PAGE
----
The debut release from Anthony Lamarr was easily one of the more ambitious releases of 2010. At twenty-one songs and seventy-seven minutes, it’s an opus, especially for a debut. Lamarr’s background and education is in theater and here he presents these works in three “acts”. The album opens with a simulation of being in a theater with polite applause and a voice-over welcome urging the “audience” to sit back, relax and enjoy the show. It closes in similar fashion although it’s a long show – it’s just intermission; foresight into Lamarr’s 2011 release, Intermission: The Learning Never Stops, which carries on the theme.
Opening Night is biographical in nature; a playlist from Lamarr’s personal experiences. The arc of the story is not entirely clear but overall it begins with a sorrow that is overriding and ends with the optimism that he can indeed overcome. Lamarr attempts to expand his experiences from personal to universal and on this note he largely succeeds. The album sways from soul-searching reflections to outright worship songs, especially in the third “act”. The album probably could have done without some of the latter tracks, condensing it down to a more digestible length.
The ambition of the project is reflected in the sheer number of people involved: a core band that features Scott Lamps (bass, guitars, vocals, keyboards, arrangement, engineering and production), Ida Jo (violin, vocals), Austin Douse (drums), Michael “Mouse” Adams, Jr. (harmonica) and a horn section including Peter Ross on sax, Charley Wagner on trumpet and Sean Dray on tuba. There are copious special guests with songs tailor-made for them, choirs and even preachers.
“On and On” establishes the main groove of the record; a funky track that seeps Motown influences with ample use of horns. The guitars are notable here, a staccato pattern underlies the verses while crunching power chords drive the choruses. “Deep Afterthought” and “Afterthought” dial up the soul music, the former featuring a poem spoken by Rob Dz. Lamarr’s vocals soar bringing Luther Vandross to mind. A jazzy turnaround after the choruses is very effective as is the the song’s final refrain. Lamarr performed this pair at the 2011 Madison Area Music Awards, bringing in a troupe of dancers and choreographing the entire performance with impressive theatrical flair.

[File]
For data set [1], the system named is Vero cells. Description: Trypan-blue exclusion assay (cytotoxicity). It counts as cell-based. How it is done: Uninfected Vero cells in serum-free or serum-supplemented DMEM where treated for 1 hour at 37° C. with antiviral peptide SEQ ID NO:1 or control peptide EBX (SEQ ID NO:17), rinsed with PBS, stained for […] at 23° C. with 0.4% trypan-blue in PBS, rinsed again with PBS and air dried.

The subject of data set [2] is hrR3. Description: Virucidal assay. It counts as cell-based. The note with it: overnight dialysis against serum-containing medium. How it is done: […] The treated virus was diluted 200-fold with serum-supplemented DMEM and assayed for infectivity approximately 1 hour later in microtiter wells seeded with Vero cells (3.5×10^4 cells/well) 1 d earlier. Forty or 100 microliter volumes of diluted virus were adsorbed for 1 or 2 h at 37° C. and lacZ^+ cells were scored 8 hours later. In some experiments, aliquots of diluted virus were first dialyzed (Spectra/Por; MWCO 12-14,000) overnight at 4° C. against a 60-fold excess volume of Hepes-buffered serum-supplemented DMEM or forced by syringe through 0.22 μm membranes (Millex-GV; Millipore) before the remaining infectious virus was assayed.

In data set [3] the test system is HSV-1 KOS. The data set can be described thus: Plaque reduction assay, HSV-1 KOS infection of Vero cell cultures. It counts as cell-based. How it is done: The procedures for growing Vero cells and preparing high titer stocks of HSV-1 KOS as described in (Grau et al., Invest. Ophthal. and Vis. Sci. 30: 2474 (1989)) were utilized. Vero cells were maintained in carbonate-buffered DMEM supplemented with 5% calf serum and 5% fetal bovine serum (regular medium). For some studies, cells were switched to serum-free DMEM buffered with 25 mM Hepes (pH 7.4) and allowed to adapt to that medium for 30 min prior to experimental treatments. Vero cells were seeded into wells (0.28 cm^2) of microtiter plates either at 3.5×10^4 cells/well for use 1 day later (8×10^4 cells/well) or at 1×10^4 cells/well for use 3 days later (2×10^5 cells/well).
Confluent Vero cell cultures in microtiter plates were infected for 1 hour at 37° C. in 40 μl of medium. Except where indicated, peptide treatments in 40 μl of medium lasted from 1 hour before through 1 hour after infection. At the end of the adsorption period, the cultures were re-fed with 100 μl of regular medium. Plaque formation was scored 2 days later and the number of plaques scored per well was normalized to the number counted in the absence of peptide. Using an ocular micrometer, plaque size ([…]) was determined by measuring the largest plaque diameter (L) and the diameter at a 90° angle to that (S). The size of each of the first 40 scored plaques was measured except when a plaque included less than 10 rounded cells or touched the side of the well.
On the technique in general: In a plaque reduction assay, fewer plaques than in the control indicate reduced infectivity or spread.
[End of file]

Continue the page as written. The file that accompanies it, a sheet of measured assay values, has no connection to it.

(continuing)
“Need to Change” is another standout, featuring Lucas Cates and blazing harmonica from Adams. It’s a more typical of a rock song with a familiar descending chord progression. The coda is a freakout and one of the more brilliant production moments on the album. “Why Go” is another with Ida Jo and Aaron Williams who turns in an outstanding and emotional guitar solo. “Doo Wah” lets Lamps take over the vocals and the textured, layered backups are a nice touch.
Other appearances include Lyndsay Evans (Sexy Ester and the Pretty Mama Sisters) who adds soulful vocals to “Choices,” J’Dante who brings a hip-hop section to “Better Than Me,” Mike Droho (Compass Rose) who sings on “The Place to Be” and Danielle Brittany who sings on a sultry lounge-jazz track appropriately titled “Jazzy Song.”
Lamarr’s alias The Soundshaker makes a brief appearance, showcasing his astounding ability to use his voice to reproduce complex beats, a technique known as beat-boxing.
The fact that a project like this flew so low on the radar while another of Lamarr’s outings – a video for the Wisconsin Badgers’ Rose Bowl appearance in January 2011 entitled “We’re Smelling Roses” practically went viral – is typical of the uphill battle musical artists face in this city. It’s often said that in Madison football, bratwurst or terrible illnesses will draw attention. Works of art…? Not so much.